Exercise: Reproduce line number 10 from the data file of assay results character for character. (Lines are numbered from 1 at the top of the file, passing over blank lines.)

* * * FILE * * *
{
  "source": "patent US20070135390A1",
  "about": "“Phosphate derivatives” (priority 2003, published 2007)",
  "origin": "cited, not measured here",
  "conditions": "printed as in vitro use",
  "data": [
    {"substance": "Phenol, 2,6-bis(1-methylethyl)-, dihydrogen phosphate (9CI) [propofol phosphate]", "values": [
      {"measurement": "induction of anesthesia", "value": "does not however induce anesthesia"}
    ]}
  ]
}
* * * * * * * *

  ]